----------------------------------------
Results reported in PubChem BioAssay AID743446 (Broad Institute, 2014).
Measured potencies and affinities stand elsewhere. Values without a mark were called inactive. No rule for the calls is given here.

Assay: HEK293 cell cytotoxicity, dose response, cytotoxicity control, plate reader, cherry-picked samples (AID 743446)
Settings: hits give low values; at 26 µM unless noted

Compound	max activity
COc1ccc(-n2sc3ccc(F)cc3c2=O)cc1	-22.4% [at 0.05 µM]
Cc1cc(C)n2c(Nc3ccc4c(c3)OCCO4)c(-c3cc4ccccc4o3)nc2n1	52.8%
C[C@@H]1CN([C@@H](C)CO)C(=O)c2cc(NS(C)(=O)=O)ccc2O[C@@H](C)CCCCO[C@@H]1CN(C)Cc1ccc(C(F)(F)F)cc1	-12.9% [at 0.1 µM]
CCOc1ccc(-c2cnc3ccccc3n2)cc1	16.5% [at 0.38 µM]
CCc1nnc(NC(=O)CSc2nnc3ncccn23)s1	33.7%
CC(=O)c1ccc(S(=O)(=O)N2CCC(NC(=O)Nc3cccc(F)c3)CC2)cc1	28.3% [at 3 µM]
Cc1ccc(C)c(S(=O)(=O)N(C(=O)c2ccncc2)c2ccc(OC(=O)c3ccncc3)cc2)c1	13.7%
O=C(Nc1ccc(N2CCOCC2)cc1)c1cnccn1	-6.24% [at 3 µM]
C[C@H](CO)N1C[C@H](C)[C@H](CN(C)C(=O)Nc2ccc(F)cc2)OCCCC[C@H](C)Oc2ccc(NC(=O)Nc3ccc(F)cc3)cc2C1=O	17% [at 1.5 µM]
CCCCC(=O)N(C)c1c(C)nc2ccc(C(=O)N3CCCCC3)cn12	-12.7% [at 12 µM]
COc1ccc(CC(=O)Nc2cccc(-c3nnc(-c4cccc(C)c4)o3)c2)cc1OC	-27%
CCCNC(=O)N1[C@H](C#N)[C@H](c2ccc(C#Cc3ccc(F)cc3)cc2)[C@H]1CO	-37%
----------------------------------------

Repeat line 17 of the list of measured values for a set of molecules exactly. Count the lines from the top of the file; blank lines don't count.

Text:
CCCNC(=O)N1[C@H](C#N)[C@H](c2ccc(C#Cc3ccc(F)cc3)cc2)[C@H]1CO	-37%